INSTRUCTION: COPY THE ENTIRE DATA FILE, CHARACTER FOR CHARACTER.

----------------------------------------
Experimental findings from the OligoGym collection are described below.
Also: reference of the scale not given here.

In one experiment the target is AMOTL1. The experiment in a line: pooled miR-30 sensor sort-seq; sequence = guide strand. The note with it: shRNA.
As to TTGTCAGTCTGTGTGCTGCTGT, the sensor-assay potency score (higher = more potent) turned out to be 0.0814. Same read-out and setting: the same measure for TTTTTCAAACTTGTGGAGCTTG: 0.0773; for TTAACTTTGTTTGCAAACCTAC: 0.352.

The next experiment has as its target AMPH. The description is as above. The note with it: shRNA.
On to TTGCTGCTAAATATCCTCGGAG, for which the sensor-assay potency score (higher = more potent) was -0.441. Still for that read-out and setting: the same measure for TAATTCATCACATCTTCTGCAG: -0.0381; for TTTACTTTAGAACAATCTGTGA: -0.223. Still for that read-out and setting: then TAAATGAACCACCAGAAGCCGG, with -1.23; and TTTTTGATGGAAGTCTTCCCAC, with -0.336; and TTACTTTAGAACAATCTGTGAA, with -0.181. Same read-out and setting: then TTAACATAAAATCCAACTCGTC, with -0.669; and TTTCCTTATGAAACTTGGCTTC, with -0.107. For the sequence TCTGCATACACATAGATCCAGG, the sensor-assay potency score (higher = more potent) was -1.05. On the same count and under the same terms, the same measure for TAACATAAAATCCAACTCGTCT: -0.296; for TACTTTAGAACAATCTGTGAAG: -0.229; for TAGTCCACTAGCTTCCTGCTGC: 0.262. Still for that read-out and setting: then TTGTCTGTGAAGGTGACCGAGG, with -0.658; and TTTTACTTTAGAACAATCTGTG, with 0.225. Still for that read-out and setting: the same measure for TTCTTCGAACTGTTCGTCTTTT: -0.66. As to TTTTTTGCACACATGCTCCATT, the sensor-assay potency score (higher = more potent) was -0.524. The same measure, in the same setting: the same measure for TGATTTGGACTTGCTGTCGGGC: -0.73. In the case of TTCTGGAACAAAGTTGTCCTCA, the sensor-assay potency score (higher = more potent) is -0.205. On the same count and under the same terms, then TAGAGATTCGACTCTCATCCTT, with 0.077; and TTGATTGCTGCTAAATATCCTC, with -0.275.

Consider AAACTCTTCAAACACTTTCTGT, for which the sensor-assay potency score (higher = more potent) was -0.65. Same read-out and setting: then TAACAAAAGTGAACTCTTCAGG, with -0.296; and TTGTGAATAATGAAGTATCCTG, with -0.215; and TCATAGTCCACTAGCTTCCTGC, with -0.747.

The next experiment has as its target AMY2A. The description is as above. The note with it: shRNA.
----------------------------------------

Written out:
Experimental findings from the OligoGym collection are described below.
Also: reference of the scale not given here.

In one experiment the target is AMOTL1. The experiment in a line: pooled miR-30 sensor sort-seq; sequence = guide strand. The note with it: shRNA.
As to TTGTCAGTCTGTGTGCTGCTGT, the sensor-assay potency score (higher = more potent) turned out to be 0.0814. Same read-out and setting: the same measure for TTTTTCAAACTTGTGGAGCTTG: 0.0773; for TTAACTTTGTTTGCAAACCTAC: 0.352.

The next experiment has as its target AMPH. The description is as above. The note with it: shRNA.
On to TTGCTGCTAAATATCCTCGGAG, for which the sensor-assay potency score (higher = more potent) was -0.441. Still for that read-out and setting: the same measure for TAATTCATCACATCTTCTGCAG: -0.0381; for TTTACTTTAGAACAATCTGTGA: -0.223. Still for that read-out and setting: then TAAATGAACCACCAGAAGCCGG, with -1.23; and TTTTTGATGGAAGTCTTCCCAC, with -0.336; and TTACTTTAGAACAATCTGTGAA, with -0.181. Same read-out and setting: then TTAACATAAAATCCAACTCGTC, with -0.669; and TTTCCTTATGAAACTTGGCTTC, with -0.107. For the sequence TCTGCATACACATAGATCCAGG, the sensor-assay potency score (higher = more potent) was -1.05. On the same count and under the same terms, the same measure for TAACATAAAATCCAACTCGTCT: -0.296; for TACTTTAGAACAATCTGTGAAG: -0.229; for TAGTCCACTAGCTTCCTGCTGC: 0.262. Still for that read-out and setting: then TTGTCTGTGAAGGTGACCGAGG, with -0.658; and TTTTACTTTAGAACAATCTGTG, with 0.225. Still for that read-out and setting: the same measure for TTCTTCGAACTGTTCGTCTTTT: -0.66. As to TTTTTTGCACACATGCTCCATT, the sensor-assay potency score (higher = more potent) was -0.524. The same measure, in the same setting: the same measure for TGATTTGGACTTGCTGTCGGGC: -0.73. In the case of TTCTGGAACAAAGTTGTCCTCA, the sensor-assay potency score (higher = more potent) is -0.205. On the same count and under the same terms, then TAGAGATTCGACTCTCATCCTT, with 0.077; and TTGATTGCTGCTAAATATCCTC, with -0.275.

Consider AAACTCTTCAAACACTTTCTGT, for which the sensor-assay potency score (higher = more potent) was -0.65. Same read-out and setting: then TAACAAAAGTGAACTCTTCAGG, with -0.296; and TTGTGAATAATGAAGTATCCTG, with -0.215; and TCATAGTCCACTAGCTTCCTGC, with -0.747.

The next experiment has as its target AMY2A. The description is as above. The note with it: shRNA.